In Pueblo County, Colorado, pollen drift is wreaking havoc on cannabis crops. Tom Dermody, Executive Director of the Industrial Hemp Research Foundation (IHRF), calls it a ticking time bomb with national implications. Pollen drift is the unintentional cross-pollination between different types of crops. With cannabis, that includes three variations:
- Industrial hemp grown for seed, oil and fiber. This crop is low in all cannabinoids and includes both male and female plants.
- Low-THC hemp grown for non-psychoactive cannabinoids, such as CBD. These are all-female grows.
- High-THC marijuana grown for its psychoactive and medicinal properties. These are also all-female grows.
When female cannabis plants are allowed to cross pollinate with seed and fiber orientated-cannabis, their cannabinoid potency plummets. This means CBD-producing hemp and THC-producing marijuana crops are particularly at risk. If they become pollinated, they’re either discounted as substandard or considered a total loss.
This is the problem in Pueblo, a mecca of outdoor, female-only cannabis grows. Nearby, five neighboring counties have robust outdoor industrial hemp cultivations. “This has resulted in a significant amount of pollen transfer-related crop loss,” says Dermody, “somewhere to the tune of 12 to 18 percent, depending on which part of the county you’re in.”
Pueblo County’s solution was to enact a four-mile buffer between hemp and marijuana grows. It didn’t work out as they’d hoped. “It sounds like a great fix,” says Dermody, “but pollen dust travels far greater distances than four miles. And the county cannot interfere with the production of industrial hemp outside the county line.”
Indeed, pollen dust can travel hundreds of miles. One famous case of pollen drift occurred in southern Spain in 1995. Scientists taking air samples detected large amounts of marijuana pollen, which had traveled 250 miles over the Strait of Gibraltar and 100 miles inland from Morocco. While the U.S. may not have warm sea winds to carry pollen for hundreds of miles, the example does show that pollen dust won’t stop at an imaginary line.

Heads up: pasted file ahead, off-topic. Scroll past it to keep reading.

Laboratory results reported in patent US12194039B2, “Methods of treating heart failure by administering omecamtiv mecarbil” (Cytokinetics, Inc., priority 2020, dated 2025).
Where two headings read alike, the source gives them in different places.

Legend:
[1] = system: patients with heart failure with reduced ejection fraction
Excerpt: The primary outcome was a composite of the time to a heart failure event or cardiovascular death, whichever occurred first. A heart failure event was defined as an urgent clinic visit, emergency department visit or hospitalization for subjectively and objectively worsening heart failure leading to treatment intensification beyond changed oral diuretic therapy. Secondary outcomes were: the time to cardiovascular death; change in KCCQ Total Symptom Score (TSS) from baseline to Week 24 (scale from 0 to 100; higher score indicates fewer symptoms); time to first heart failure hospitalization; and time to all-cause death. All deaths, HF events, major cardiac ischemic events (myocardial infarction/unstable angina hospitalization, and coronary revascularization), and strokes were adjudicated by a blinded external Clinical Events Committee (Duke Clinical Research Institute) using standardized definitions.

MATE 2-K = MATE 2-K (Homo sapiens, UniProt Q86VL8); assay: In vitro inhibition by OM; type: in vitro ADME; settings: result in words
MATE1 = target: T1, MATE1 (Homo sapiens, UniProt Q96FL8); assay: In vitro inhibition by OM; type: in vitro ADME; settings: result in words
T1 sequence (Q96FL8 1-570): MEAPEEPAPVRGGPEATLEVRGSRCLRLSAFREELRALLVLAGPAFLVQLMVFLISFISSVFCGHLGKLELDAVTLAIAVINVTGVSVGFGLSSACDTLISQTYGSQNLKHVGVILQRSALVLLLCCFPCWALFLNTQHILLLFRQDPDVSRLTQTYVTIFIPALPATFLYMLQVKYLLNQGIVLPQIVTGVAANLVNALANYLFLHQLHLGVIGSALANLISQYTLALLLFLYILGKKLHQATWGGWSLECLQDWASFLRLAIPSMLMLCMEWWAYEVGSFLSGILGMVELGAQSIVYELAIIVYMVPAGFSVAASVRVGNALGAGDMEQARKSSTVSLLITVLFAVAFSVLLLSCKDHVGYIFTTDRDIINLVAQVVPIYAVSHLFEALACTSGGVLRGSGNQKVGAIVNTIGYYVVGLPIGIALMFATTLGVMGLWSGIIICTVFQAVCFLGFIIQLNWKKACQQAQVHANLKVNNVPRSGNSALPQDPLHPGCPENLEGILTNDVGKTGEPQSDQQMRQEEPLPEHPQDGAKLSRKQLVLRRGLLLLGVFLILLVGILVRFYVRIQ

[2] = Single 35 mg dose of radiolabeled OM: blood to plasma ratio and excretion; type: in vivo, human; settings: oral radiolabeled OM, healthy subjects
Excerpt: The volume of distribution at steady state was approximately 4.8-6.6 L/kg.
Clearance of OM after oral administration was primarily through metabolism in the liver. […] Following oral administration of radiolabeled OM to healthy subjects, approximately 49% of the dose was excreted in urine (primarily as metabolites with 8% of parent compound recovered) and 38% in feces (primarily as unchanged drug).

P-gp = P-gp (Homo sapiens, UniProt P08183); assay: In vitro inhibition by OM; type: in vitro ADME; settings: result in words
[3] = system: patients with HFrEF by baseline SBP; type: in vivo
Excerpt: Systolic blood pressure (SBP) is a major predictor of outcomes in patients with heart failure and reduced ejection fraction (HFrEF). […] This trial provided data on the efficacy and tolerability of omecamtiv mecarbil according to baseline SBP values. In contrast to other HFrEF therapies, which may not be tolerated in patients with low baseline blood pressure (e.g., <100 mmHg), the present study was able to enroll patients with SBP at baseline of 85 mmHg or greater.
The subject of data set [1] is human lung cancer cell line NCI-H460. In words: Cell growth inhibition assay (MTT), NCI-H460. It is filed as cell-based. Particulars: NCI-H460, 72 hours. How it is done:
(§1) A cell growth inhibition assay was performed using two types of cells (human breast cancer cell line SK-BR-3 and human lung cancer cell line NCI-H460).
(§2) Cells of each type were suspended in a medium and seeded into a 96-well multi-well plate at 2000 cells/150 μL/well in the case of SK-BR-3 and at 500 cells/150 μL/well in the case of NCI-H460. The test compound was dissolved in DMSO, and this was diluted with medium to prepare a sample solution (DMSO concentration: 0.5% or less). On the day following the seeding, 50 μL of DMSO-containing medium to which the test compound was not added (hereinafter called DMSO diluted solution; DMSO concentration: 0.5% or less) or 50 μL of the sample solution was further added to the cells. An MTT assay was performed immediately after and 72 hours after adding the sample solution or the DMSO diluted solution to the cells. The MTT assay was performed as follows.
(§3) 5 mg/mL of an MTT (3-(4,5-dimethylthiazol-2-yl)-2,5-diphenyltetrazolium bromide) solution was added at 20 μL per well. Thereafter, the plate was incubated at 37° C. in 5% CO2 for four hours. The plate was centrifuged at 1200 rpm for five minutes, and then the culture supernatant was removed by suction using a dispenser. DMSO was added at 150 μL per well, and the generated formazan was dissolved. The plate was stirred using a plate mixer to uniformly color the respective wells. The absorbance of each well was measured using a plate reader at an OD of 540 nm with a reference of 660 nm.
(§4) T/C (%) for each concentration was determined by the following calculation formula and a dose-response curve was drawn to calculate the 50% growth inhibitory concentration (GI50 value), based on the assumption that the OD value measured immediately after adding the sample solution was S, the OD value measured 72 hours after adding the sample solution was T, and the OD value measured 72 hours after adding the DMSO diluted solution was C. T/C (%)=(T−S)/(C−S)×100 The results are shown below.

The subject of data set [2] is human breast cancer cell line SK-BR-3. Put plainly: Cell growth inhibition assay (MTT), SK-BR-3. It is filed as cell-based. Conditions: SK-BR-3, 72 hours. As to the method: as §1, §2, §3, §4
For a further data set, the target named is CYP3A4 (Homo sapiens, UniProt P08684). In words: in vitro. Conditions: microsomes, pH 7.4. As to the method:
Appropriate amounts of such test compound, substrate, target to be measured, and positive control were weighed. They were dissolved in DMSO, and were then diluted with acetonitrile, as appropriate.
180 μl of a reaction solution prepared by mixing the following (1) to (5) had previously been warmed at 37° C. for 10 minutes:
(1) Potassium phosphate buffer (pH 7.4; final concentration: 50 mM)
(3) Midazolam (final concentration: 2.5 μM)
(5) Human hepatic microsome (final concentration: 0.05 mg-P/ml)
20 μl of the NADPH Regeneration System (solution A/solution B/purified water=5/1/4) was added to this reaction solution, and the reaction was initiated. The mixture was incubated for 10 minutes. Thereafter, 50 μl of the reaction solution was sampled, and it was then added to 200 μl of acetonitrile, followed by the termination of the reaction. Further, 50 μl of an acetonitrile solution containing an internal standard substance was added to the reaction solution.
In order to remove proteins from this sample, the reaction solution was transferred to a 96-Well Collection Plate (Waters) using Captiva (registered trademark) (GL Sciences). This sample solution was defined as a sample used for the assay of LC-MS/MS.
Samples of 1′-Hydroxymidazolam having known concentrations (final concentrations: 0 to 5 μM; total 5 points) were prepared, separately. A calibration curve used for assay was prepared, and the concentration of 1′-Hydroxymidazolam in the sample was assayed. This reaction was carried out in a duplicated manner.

The buffer problem has now extended beyond Pueblo, which could spell crop loss in other states as well. Washington, for example, took Pueblo County’s four-mile buffer as gospel, writing it into the state’s recent hemp legislation, HB2064. As a result, Washington now has two problems on its hands. With so many recreational marijuana grows in the western part of the state, it’s nearly impossible to grow industrial hemp in that region. And as buffer zones may be ineffectual, pollen-drift-related crop loss could happen anyway.
“This has resulted in a significant amount of pollen transfer-related crop loss,” says Dermody, “somewhere to the tune of 12 to 18 percent, depending on which part of the county you’re in.”
We need science-backed research that can give us real data regarding buffer zones and pollen drift. And we need to find alternatives. This is where the IHRF comes in. They help institutions of higher learning get the financial and material support they need to conduct hemp-related research. They have several projects scheduled for 2018 to study how, when and where pollen drift occurs with cannabis, and how to prevent it.
They hope to have a solution by 2019. Dermody expects it will have less to do with buffers, and more to do with strategic timing and planting schedules, alternating between industrial hemp and all-female cannabis crops industry-wide.
“It’s more a question of developing a planting schedule,” Dermody explains, “where female grows would plant their clones into outdoor production [after] the highest rate of pollen transfer from the male producing plants.” This solution seems more bulletproof than buffer zones. It could allow large-scale outdoor hemp and marijuana grows to co-exist in areas like Pueblo County and Western Washington. This would be a boon for all facets of the cannabis industry.
“With agriculture in general,” says Dermody, “the United States has a tremendous opportunity to retrofit its commodity stocks to incorporate a greater amount of hemp in this country.” In 2014, there were only a few acres of industrial hemp being grown in the United States. Now, in 2017, we may well surpass 20 thousand acres. Dermody predicts that by 2020, we’ll surpass 100 thousand, rivalling the robust hemp industries of Canada and Southeast Asia.
This is all well and good, but it concerns Dermody. “That is both the gift and the curse of U.S. agriculture,” he says. “We tend to get ahead of ourselves without dealing with fundamental policy issues, and then we have to go back and fix it.”
Learn more about the Industrial Hemp Research Foundation’s work by visiting their website, theihrfoundation.com, or send a question to [email protected]